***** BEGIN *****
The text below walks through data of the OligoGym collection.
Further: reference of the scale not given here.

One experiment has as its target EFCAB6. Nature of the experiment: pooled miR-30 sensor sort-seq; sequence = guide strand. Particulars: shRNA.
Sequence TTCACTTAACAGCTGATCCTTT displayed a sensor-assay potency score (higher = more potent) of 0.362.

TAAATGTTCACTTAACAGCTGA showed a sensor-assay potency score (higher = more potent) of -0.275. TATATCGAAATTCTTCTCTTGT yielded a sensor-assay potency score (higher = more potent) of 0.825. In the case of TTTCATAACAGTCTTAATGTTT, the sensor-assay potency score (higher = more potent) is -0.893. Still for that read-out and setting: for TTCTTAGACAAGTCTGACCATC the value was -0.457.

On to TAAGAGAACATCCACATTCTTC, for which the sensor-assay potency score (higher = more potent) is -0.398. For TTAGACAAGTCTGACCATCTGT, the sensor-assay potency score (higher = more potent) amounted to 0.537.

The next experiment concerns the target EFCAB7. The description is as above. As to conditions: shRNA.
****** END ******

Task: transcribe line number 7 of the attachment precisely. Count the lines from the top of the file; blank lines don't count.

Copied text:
The next experiment concerns the target EFCAB7. The description is as above. As to conditions: shRNA.